More couples now live-streaming weddings

More couples now live-streaming weddings
SEATTLE -- More people are turning to the Internet - instead of an invite - when it comes to sharing their walk down the aisle.

The website Mashable reports a 250 percent increase in couples live streaming their weddings via Ustream, a popular online video-streaming service.

From May 2012 to May 2013, the website saw nearly 20,000 people tie the knot in front of a virtual audience, compared to just 7,800 the previous year.

"I've been (online) for so long and thought it just made sense," said Chris Pirillo, an Issaquah-based Internet entrepreneur and entertainer who live-streamed his 2012 nuptials. "Not all of our family could make it, with my family in Iowa, her family in Texas, and really all around the world."

Pirillo, who met his wife Diana through his YouTube channel - which now attracts some 300,000 subscribers - said sharing their wedding with family and friends online just made sense.

"Every day we record our lives - from me gardening and vacuuming and doing the dishes - we record it all," Diana said. "(The live-stream wedding) definitely brought family closer together. It's fun that they can watch us in their homes."

Part of the increase in weddings with a social media or streaming element may have to do with more people willing to share a special moment with a wider social network, said Monica Guzman, a Seattle-based tech columnist.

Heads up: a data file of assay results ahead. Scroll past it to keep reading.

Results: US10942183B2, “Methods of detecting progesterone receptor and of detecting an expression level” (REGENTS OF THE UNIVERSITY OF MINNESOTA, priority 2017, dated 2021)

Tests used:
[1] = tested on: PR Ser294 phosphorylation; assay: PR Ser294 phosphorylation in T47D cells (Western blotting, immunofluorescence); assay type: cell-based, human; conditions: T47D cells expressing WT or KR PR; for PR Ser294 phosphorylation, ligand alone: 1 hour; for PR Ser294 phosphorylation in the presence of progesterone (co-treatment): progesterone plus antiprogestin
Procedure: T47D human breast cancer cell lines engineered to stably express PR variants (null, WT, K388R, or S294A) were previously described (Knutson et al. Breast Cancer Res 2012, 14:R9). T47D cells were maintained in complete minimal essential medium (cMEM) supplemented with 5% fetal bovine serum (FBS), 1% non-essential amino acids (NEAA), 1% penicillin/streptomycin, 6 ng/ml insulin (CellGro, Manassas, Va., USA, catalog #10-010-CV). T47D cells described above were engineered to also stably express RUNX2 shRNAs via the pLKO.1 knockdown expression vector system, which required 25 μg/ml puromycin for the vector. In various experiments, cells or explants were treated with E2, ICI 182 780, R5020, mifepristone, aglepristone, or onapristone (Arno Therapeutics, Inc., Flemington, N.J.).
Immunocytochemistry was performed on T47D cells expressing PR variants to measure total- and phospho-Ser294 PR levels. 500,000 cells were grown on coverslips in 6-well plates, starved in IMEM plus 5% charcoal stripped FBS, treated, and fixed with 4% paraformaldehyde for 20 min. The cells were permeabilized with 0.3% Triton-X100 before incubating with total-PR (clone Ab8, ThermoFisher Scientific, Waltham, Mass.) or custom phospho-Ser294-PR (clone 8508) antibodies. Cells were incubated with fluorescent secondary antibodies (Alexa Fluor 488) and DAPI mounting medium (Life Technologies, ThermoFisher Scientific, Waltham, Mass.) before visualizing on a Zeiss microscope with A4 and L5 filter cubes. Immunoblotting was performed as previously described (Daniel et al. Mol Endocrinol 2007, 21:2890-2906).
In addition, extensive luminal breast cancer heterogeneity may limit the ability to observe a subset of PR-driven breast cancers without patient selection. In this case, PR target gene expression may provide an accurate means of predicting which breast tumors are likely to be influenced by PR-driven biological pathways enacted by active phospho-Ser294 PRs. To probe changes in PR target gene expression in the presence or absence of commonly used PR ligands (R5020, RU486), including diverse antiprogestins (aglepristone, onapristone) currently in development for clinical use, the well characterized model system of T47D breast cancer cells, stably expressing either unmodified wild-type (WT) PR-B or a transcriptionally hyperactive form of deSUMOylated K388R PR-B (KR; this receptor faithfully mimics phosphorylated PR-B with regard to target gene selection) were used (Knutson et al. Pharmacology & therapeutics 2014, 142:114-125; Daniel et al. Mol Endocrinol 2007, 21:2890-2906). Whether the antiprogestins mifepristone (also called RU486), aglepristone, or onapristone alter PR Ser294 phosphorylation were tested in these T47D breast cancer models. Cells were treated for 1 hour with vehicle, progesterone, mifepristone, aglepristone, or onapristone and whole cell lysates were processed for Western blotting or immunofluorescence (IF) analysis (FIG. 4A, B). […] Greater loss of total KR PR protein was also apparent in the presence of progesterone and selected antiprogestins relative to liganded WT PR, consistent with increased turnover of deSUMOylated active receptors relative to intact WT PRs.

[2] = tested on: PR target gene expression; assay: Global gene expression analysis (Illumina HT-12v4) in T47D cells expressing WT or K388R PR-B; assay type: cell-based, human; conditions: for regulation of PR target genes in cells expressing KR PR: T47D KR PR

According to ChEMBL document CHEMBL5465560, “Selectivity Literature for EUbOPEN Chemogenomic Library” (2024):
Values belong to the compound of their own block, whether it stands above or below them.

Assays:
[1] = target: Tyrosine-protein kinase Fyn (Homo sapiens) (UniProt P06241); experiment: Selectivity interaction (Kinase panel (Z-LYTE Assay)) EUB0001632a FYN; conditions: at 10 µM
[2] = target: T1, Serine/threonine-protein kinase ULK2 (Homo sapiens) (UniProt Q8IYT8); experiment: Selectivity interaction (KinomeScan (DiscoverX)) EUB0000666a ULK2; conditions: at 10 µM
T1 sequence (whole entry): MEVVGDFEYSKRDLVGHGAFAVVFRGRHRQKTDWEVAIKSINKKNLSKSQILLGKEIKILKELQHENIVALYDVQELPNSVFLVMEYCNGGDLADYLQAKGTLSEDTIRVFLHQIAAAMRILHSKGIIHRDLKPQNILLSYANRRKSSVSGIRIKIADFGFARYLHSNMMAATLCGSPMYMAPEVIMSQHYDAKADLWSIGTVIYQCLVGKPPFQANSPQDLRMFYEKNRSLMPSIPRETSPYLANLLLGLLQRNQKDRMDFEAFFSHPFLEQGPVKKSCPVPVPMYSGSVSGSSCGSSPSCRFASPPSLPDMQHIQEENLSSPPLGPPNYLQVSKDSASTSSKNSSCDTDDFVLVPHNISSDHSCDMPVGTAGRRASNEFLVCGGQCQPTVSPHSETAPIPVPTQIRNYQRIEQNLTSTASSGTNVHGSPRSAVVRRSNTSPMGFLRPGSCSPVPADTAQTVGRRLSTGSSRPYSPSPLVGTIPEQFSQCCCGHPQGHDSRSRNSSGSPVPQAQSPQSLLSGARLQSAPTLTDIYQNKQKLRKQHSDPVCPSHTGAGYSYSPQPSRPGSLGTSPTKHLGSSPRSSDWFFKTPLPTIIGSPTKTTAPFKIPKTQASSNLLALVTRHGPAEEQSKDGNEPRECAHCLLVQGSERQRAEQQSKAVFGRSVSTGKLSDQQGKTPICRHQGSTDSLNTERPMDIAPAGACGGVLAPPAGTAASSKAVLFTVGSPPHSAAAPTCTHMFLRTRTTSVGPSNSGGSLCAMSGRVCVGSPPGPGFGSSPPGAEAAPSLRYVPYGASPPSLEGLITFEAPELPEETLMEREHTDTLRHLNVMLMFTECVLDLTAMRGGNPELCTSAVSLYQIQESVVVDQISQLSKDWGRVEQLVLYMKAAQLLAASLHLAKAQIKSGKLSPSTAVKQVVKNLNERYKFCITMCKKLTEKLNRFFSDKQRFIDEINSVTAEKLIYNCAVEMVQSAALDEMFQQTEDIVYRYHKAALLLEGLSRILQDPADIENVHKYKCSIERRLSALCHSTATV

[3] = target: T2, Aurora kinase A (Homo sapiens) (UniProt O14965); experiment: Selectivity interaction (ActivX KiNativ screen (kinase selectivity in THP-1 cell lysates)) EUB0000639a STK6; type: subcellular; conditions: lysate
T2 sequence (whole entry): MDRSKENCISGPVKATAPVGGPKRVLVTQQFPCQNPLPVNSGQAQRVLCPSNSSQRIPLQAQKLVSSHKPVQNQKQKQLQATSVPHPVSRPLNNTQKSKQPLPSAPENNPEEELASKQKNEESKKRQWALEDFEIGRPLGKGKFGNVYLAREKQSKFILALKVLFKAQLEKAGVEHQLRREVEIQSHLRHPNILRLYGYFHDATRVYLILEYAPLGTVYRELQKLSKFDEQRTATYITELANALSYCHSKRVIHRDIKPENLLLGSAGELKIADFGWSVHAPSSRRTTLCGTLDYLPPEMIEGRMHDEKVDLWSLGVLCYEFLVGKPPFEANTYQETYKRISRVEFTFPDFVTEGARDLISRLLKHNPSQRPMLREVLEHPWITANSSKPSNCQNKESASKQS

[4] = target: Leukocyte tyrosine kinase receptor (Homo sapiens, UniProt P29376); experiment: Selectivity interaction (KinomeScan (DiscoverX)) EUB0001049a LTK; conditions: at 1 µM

"What it says about our world is the boundaries of being physically co-present with people are gone," Guzman said. "Now we have connections with people who not necessarily with us, didn't make the guest list of weddings, but we're happy to include them in the ways that we can."

Guzman also live-streamed her 2010 summer wedding so relatives in Mexico could take part. She and her husband invited guests to use a special hashtag to share photos and memories on social networks.

After the ceremony, the couple also took a moment to update their Facebook statuses to read "married," while their wedding cake-topper was - what else? - two iPhones.

Guzman cautioned, however, that not all couples are embracing the trend.

"I think you need to be very careful how much you're on your phone at somebody's wedding," she said. "Unless it's something you think the couple's really comfortable with, it can also be good to pay attention and be in the moment."

The Pirillos, meantime, continue to share everything from the mundane to life's other moments on their Youtube channel - even the most personal things.

"I think we're definitely planning on having a baby," Diana said.

"Not online!" Chris retorted, laughing. "The whole planning and the whole coming out… that's probably not going to happen"